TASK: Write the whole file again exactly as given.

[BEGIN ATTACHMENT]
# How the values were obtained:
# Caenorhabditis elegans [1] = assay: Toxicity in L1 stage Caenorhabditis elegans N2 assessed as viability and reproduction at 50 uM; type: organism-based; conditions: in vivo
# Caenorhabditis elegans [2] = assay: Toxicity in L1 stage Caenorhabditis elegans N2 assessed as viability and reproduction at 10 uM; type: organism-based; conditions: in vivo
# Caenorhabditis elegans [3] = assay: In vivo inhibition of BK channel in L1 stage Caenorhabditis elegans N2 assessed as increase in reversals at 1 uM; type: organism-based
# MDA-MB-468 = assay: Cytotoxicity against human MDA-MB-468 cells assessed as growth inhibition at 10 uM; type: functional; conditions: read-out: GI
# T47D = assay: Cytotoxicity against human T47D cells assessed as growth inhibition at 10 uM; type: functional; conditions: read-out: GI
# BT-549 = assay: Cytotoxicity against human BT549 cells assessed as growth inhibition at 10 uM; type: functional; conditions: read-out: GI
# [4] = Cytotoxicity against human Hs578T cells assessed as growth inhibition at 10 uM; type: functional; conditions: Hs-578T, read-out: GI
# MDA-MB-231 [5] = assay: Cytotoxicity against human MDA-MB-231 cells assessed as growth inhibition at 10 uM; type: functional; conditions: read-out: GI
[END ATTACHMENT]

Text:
# How the values were obtained:
# Caenorhabditis elegans [1] = assay: Toxicity in L1 stage Caenorhabditis elegans N2 assessed as viability and reproduction at 50 uM; type: organism-based; conditions: in vivo
# Caenorhabditis elegans [2] = assay: Toxicity in L1 stage Caenorhabditis elegans N2 assessed as viability and reproduction at 10 uM; type: organism-based; conditions: in vivo
# Caenorhabditis elegans [3] = assay: In vivo inhibition of BK channel in L1 stage Caenorhabditis elegans N2 assessed as increase in reversals at 1 uM; type: organism-based
# MDA-MB-468 = assay: Cytotoxicity against human MDA-MB-468 cells assessed as growth inhibition at 10 uM; type: functional; conditions: read-out: GI
# T47D = assay: Cytotoxicity against human T47D cells assessed as growth inhibition at 10 uM; type: functional; conditions: read-out: GI
# BT-549 = assay: Cytotoxicity against human BT549 cells assessed as growth inhibition at 10 uM; type: functional; conditions: read-out: GI
# [4] = Cytotoxicity against human Hs578T cells assessed as growth inhibition at 10 uM; type: functional; conditions: Hs-578T, read-out: GI
# MDA-MB-231 [5] = assay: Cytotoxicity against human MDA-MB-231 cells assessed as growth inhibition at 10 uM; type: functional; conditions: read-out: GI